Human Immunodeficiency Virus, better known as HIV, is the virus which causes AIDS. As its name suggests, HIV only affects humans. But other species have counterpart diseases; for example, cats can become infected with Feline Immunodeficiency Virus, or FIV, which causes AIDS in them. And a relatively new procedure, involving genes from monkeys and jellyfish, may provide hope for future cats in the war against FIV (and by extension, for people tackling HIV).
And as an intended side effect, the process makes the cats glow green, as seen above.
As reported by Reuters, the team of scientists working on the experiment injected the foreign genes into not-yet-fertilized feline eggs, and induced the eggs to incorporate the genes into its cells via a “harmless virus.” The monkey genes, researchers hoped, could cause cells to block FIV, thereby preventing a later AIDS infection. Further, a cat with the monkey gene-enhanced cells could pass that genetic improvement to its offspring. Unfortunately, while the theory behind that hope made sense, testing it proved difficult. The scientists needed to be able to check their experiment, and it would be difficult to see which cells came with the mutation induced by the harmless virus noted above. The solution: the jellyfish genes.
Jellyfish contain a protein which causes them to glow when exposed to blue light. This protein has been introduced into other animals a few times over the years in an effort to get these animals to fluoresce. In 2000, an artist introduced the protein into a rabbit named Alba, creating a green-glowing bunny and living piece of performance art. (Alba died in 2002, and there’s some question whether the protein actually worked in her case.) According to the BBC, in 2006, a team of Taiwanese scientists produced three green-glowing pigs. And commercially, there are glowing zebrafish known as GloFish available for purchase.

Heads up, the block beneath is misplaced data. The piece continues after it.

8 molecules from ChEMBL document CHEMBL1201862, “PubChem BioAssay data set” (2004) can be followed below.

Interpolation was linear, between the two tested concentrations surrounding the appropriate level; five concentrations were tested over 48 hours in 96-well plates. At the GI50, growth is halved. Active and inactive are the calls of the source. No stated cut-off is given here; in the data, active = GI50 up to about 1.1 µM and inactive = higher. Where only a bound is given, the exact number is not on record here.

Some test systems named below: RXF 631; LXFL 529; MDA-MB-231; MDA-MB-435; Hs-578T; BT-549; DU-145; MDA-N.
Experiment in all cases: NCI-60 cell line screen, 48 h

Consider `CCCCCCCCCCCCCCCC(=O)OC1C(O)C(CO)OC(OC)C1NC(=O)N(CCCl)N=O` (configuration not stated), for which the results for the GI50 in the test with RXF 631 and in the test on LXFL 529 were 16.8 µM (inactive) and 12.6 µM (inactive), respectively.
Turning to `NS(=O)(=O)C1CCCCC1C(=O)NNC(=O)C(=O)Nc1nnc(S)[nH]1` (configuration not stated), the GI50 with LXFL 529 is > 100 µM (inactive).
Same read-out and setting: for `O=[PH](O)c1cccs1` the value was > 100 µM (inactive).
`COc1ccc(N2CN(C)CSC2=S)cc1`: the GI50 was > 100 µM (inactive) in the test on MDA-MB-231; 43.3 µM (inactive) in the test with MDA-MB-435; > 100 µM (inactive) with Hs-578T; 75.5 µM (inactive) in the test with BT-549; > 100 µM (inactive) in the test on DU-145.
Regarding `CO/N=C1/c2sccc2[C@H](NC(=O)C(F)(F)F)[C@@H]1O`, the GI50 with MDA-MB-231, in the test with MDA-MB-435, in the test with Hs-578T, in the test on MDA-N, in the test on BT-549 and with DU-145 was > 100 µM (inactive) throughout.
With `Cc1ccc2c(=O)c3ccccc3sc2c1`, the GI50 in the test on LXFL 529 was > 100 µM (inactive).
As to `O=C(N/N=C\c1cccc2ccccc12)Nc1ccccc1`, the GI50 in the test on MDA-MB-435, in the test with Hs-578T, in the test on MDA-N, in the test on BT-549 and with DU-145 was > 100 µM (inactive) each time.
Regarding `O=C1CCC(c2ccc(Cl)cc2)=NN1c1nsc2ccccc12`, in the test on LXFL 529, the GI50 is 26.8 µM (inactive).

The FIV research team realized that, by including the proper jellyfish gene in the “harmless virus” carrying the monkey genes, they could easily identify the “infected” cats — simply by shining a blue light on them. If the cat glowed green, the cat carried the jellyfish genes; and because the jellyfish genes travelled with the monkey ones, the green hue meant that cat also had the monkey genes as well. And the green-glowing cats were showing a resistance toward FIV.
While researchers have hopes that advances in fighting FIV can help in the battle against HIV, that may not be true. As Science magazine notes, the two viruses “are different enough that cats can’t catch HIV and people can’t get FIV.” But it is probably a significant step in the right direction.
The full paper involving the green glowing cats is available here.
Bonus fact: Glowing foxes were almost used by the U.S. military in World War II. But they weren’t going to be infused with jellyfish genes — just slathered in paint. According to the book “Psychological Operations American Style” (excerpted here), foxes, “when illuminated,” were considered “a harbinger of bad times” by many Japanese. The Office of Strategic Services (a CIA predecessor), as a test, painted thirty foxes with glow-in-the-dark paint and released them in Manhattan’s Central Park. When New Yorkers reacted with fear and horror, the OSS decided to run a full-scale operation in Japan. But the war ended before the ghost foxes could be unleashed there.
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Related: A 5-gallon fish tank made specifically for GloFish; it comes with 15 blue LEDs installed to enhance the fluorescence of the fish.
Image via Science magazine, originally here.